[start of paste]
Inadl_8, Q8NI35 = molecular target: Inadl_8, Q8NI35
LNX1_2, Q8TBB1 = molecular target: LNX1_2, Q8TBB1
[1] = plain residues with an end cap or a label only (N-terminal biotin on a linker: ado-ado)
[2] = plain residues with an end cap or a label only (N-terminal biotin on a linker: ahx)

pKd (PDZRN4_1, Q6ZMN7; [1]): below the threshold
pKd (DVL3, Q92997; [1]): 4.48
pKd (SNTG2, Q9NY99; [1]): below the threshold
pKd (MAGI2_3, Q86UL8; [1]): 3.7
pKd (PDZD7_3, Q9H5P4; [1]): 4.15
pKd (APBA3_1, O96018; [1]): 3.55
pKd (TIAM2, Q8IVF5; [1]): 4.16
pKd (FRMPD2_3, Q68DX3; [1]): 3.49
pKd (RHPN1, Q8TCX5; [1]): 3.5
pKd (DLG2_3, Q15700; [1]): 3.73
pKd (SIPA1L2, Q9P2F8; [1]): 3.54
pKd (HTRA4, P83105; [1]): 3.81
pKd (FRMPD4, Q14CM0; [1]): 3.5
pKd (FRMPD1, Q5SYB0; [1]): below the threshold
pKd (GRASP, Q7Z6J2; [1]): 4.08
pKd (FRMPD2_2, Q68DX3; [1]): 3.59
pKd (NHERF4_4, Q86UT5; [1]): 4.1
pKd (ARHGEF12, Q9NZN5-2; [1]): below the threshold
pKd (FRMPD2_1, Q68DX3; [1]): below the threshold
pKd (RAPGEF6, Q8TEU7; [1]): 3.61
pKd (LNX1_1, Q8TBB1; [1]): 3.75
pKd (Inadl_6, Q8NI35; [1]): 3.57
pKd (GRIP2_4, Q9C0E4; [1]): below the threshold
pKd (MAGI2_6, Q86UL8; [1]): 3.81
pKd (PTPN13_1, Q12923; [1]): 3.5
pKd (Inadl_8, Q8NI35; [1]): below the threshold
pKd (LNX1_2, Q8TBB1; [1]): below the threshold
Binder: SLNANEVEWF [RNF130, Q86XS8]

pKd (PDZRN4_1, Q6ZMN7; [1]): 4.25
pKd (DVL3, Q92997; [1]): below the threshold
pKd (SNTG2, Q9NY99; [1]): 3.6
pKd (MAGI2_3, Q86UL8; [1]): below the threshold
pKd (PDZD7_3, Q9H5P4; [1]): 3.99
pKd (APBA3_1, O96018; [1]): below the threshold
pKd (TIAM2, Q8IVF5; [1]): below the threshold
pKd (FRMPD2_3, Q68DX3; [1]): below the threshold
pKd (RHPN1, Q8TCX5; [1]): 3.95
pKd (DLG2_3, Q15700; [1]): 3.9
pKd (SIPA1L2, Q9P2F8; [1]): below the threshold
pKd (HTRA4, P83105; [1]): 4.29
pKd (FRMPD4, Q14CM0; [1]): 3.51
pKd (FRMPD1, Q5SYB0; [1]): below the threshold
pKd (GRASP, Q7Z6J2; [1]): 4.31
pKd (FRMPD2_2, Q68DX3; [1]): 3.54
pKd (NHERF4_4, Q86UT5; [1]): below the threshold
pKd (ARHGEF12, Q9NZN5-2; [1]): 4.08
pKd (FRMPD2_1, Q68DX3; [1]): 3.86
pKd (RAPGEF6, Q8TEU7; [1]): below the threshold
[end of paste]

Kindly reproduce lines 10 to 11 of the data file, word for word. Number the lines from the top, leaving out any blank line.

pKd (APBA3_1, O96018; [1]): 3.55
pKd (TIAM2, Q8IVF5; [1]): 4.16